Just 7.5 percent of law firms say they are making use of legal artificial-intelligence tools, while another 29 percent are beginning to explore their options for using AI, according to a survey of firms with 50 or more lawyers conducted by the management consulting firm Altman Weil.

However, half of these firms are actively engaging in creating special projects and experiments to test innovate ideas or methods for delivering legal services. Forty-nine percent say they are currently using technology to replace human resources with the aim of improving efficiency — a trend that 84 percent say will be permanent in the legal profession.

This is the ninth year of Altman Weil’s Law Firms in Transition Survey. In addition to technology and innovation, the survey covered a range of management-related topics, including profitability, staffing, pricing and financial performance.

This year’s survey included a “bonus question” about AI, asking, “What is your firm’s stance on the use of legal AI tools?” As noted, 7.5 percent said they are already beginning to make use of AI tools, 28.8 percent said they have begun to explore opportunities, 37.8 percent said they are aware of what other firms are doing but not pursuing it themselves, and 25.9 percent said they are not aware of what is going on in this area.

Position on legal AI tools.

The largest firms are most likely to be using AI, the survey indicated. Among firms of 1,000 or more lawyers, 54.6 percent reported that they are currently using AI tools and 36.4 percent said they are exploring opportunities to use these tools. At firms of 500-999 lawyers, only 9.4 percent are using AI tools but 59.4 percent are exploring them.

Use of AI tools by firm size.

Law Firm Innovation

Also new in this year’s survey were a series of questions about law firm innovation. The survey asked whether firms are actively engaged in creating special projects or experiments to test innovative ideas or methods. Half said they are and half said they are not. This time, it was the smaller firms that were more likely to be pursing innovation, with 60.7 percent of firms of 50-99 lawyers answering yes to this question, while just 18.2 percent of firms of 1,000 or more lawyers answered yes.

For the firms that said they are pursing innovations, the survey asked them to describe what they are doing. I won’t repeat all the responses here, but let me offer a sample:

  • Use of IBM Watson.
  • Developing a strong data analytics team to track client and firm predictive data.
  • Bringing e-discovery in house.
  • Created a training-tool app that the firm sells to clients needing to conduct large-scale legal trainings.
  • Hosting a firm-wide “Innovation Day.”
  • Giving permission to people to take risks and make mistakes to test out alternative fee arrangements.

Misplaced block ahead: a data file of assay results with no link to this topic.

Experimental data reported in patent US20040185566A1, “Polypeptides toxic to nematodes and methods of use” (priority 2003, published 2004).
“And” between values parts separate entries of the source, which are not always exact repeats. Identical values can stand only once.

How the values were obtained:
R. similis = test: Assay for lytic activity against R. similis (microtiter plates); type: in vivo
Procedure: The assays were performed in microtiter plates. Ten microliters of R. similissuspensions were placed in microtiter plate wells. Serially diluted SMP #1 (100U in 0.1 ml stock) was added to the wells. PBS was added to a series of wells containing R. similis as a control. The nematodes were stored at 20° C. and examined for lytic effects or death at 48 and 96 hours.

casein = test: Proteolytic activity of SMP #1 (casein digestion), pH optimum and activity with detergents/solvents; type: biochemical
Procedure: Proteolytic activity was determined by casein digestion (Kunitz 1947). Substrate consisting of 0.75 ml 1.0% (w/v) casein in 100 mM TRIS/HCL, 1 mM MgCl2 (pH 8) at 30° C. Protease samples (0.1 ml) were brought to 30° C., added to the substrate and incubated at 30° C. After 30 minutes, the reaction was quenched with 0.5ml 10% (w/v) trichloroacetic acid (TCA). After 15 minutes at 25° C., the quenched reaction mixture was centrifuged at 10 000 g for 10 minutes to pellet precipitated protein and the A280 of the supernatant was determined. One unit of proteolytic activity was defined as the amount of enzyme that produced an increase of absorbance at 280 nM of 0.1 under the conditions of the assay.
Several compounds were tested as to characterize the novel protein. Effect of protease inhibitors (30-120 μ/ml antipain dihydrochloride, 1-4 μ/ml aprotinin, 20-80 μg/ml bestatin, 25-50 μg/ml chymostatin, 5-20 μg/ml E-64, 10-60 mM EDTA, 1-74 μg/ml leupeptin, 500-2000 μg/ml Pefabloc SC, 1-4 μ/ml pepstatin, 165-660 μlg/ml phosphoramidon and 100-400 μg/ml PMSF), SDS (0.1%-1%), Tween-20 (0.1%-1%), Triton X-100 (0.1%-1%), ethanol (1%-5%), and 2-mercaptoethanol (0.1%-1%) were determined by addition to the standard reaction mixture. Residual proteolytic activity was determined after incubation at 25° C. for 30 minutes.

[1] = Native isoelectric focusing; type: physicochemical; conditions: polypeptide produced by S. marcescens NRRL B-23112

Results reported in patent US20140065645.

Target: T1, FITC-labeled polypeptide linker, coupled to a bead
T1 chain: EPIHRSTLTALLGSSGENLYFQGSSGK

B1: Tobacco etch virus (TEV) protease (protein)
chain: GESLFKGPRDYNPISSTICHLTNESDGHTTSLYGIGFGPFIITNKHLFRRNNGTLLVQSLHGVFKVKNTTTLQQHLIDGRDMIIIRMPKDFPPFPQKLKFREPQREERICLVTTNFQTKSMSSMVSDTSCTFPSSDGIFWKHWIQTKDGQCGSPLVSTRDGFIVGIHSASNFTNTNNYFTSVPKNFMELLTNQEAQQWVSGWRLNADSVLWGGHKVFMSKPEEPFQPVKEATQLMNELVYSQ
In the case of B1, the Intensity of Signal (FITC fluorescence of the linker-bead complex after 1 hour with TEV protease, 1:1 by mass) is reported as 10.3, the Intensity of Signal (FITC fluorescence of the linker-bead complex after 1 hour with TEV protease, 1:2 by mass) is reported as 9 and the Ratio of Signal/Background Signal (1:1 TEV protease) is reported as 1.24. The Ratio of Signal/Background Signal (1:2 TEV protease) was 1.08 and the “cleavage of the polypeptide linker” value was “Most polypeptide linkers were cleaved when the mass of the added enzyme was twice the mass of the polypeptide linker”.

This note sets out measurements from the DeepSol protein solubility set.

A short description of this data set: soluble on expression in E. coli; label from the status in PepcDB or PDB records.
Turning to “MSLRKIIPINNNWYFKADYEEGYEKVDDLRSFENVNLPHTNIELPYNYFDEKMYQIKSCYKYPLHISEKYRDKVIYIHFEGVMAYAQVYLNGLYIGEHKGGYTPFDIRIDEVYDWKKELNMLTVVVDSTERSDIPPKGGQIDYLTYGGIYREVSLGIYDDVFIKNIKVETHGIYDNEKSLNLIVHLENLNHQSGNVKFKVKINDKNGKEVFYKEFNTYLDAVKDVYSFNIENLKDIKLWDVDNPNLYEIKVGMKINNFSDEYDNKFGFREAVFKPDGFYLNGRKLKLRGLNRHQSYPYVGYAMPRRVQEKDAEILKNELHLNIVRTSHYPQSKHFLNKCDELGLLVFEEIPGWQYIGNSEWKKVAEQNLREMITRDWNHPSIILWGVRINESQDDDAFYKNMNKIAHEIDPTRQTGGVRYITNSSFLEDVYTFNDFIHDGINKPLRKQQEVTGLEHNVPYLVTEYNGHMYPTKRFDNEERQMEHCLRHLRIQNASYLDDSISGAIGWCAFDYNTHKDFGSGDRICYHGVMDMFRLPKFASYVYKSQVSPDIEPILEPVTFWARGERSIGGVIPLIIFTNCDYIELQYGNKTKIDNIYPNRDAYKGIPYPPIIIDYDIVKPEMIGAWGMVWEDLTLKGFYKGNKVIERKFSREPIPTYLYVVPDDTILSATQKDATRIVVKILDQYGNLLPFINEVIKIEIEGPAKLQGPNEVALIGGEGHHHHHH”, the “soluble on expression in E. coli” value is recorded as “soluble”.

• Increased client collaboration and share technology to improve coordination.
  • Moved to non-lawyer management of practice groups to improve lawyer efficiency and better utilize resources.

Interestingly, when the survey asked firms about their overall confidence level that they are prepared to keep pace with the challenges of the new legal marketplace, only 2 percent said they were completely confident. About a quarter of firms scored their confidence level at 7 on a scale of 1-10. The survey grouped these responses to conclude that 8.6 percent of firms have a high confidence level, 67.2 percent have a moderate confidence level, and 24.3 percent have a low confidence level.

Firms were also asked to rate their partners’ awareness of the challenges of the new legal market. This time, 5.1 percent rated partners’ awareness as high, 49.4 percent rated it as moderate, and 45.5 percent rated it low.

Increasing Efficiency

One other technology-related question related to efficiency of legal services delivery and asked whether firms are using technology tools to replace human resources. Forty-nine percent of firms said they are. This was true across firms of all sizes, the survey found.

Firms were asked if using technology to replace human resources had resulted in significant improvement in firm performance. Thirty-nine percent said yes, 51.5 percent said it was too soon to tell, and 9.1 percent said no.

Finally, firms were asked if using technology to replace human resources will be a permanent trend going forward. Here, 84.4 percent said yes.


The survey polled managing partners and chairs at 798 U.S. law firms with 50 or more lawyers. Responses were received from 386 firms, including 50 percent of the 350 largest firms and 50 percent of the AmLaw 200.

The full survey can be downloaded from Altman Weil.

Photo of Bob Ambrogi Bob Ambrogi

Bob is a lawyer, veteran legal journalist, and award-winning blogger and podcaster. In 2011, he was named to the inaugural Fastcase 50, honoring “the law’s smartest, most courageous innovators, techies, visionaries and leaders.” Earlier in his career, he was editor-in-chief of several legal publications, including The National Law Journal, and editorial director of ALM’s Litigation Services Division.